Review | "Queen to Play"

There have been a lot of films in the past dealing with female sexual liberation, to the point where it has almost become a cliche - a woman, stuck in a dead-end marriage, meets a handsome stranger who loosens her up and teaches her how to love, showing her what she's been missing all these years and igniting her flame once again.

Caroline Bottaro's Queen to Play is not that film.

Instead, it's a new twist on an old formula. The woman in question here is Hélène (Sandrine Bonnaire), a hotel maid who makes extra money cleaning private homes on the side. Her marriage isn't so much "dead-end" as it is stagnant, much like the rest of her life, trapped in a monotonous job that dampens her spirit.

Then one day while cleaning a room at the hotel, she sees a couple playing a game of chess together, and she is instantly fascinated. She has never played the game before, but something about it draws her in, and she finds herself returning to it in her mind as she cleans.

Kevin Kline and Sandrine Bonnaire in QUEEN TO PLAY, a film by Caroline Bottaro.
A Zeitgeist Films release. Photo by Patrick Glaize.

She finds herself daydreaming about chess at the home of one of her regular clients, Dr. Kröger (Kevin Kline), a gruff expatriate American who values order as much as his alone time. One day, he catches her admiring his chess set rather than cleaning, which causes her to make a strange request - to be paid not in cash, but in chess lessons. Kröger grudgingly agrees, and the two set a weekly chess date, and quickly realize that Hélène has a natural talent, opening her mind to expansion and new possibilities. But her weekly visits to Kröger's cause whispers in their small town, rumors of an illicit affair, putting a strain on her marriage and her social life. Hélène soon finds herself a pariah in her own community, with a marriage and family life in serious jeopardy, and must make a painful decision - to save face in the midst of malicious gossip, or to pursue her life's one true passion.

Queen to Play is a romance without a romance, a kind of romance of the mind. It's not about sexual liberation, it's about mental liberation. Through chess, Hélène is set free from her banal existence. She and Kröger form a bond that transcends the usual shallow Hollywood ideas of love, it's something much more and unique. Hélène isn't interested in leaving her husband, all she wants is some spice in her life, to expand her mind in ways she never thought possible, and she finds that avenue in chess.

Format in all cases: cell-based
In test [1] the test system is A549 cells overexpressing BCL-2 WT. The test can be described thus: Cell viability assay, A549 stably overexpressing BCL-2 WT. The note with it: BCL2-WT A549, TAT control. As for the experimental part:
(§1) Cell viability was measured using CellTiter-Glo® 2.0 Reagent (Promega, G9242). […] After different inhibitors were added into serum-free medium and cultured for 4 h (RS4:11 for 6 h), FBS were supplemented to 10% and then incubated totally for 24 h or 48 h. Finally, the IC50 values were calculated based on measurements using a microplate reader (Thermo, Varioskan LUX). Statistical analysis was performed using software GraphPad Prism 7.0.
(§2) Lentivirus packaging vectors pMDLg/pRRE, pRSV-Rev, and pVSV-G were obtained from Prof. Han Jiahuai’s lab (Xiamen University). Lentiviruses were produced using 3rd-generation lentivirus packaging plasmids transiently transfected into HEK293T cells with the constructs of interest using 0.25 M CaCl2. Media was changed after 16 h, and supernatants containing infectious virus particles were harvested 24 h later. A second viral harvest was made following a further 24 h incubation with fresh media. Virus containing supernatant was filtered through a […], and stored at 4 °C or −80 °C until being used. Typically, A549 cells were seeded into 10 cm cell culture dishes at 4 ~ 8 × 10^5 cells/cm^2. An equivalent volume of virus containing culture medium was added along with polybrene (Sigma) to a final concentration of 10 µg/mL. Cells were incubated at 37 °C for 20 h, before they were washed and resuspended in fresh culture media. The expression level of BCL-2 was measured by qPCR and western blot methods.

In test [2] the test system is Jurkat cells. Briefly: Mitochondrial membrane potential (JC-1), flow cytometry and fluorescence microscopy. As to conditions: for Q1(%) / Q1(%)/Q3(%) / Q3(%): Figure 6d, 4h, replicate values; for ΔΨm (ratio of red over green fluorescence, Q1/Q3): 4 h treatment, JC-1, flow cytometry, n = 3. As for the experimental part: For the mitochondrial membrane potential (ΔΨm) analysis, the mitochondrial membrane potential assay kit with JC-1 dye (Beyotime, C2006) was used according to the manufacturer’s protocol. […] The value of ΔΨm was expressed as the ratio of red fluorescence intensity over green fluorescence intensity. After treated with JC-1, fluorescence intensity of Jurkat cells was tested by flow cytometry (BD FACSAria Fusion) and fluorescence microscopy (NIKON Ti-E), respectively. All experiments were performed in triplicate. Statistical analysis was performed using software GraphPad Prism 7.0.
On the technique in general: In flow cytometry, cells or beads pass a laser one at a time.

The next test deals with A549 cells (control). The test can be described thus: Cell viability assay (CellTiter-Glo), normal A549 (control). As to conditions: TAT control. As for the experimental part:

Sandrine Bonnaire in QUEEN TO PLAY, a film by Caroline Bottaro.
A Zeitgeist Films release. Photo by Patrick Glaize.

There's something refreshingly charming about Bottaro's avoidance of the torrid. In her capable hands, Queen to Play is a sophisticated and warm hearted new kind of romance. It's about mental bonds rather than physical bonds, an unexpected quality in today's world. It's clear Bottaro favors intelligence over physicality, and that intellectual quality carries over into the film. This is smart, beautifully constructed filmmaking where chess is almost a sport, a thrilling mind game that Bottaro imbues with a surprising amount of suspense, as Hélène enters a chess tournament that becomes a climactic showdown.

Kline (in his first all French speaking role) and Bonnaire are in fine form here. Their chemistry drives the film, but what they manage to say without talking speaks the loudest. Queen to Play is a lovely and beguiling platonic romance, a smart and thoroughly engaging drama that makes chess look thrilling, and intellectual pursuits look sexy. That's no easy feat, but Bottaro handles it with great wit and charm. This one's a winner.

GRADE - ★★★ (out of four)

QUEEN TO PLAY | Directed by Caroline Bottaro | Stars Kevin Kline, Sandrine Bonnaire, Francis Renaud, Valérie Lagrange, Alexandra Gentil | Not rated | In French w/English subtitles | Opens Friday, April 1, in NYC and LA.


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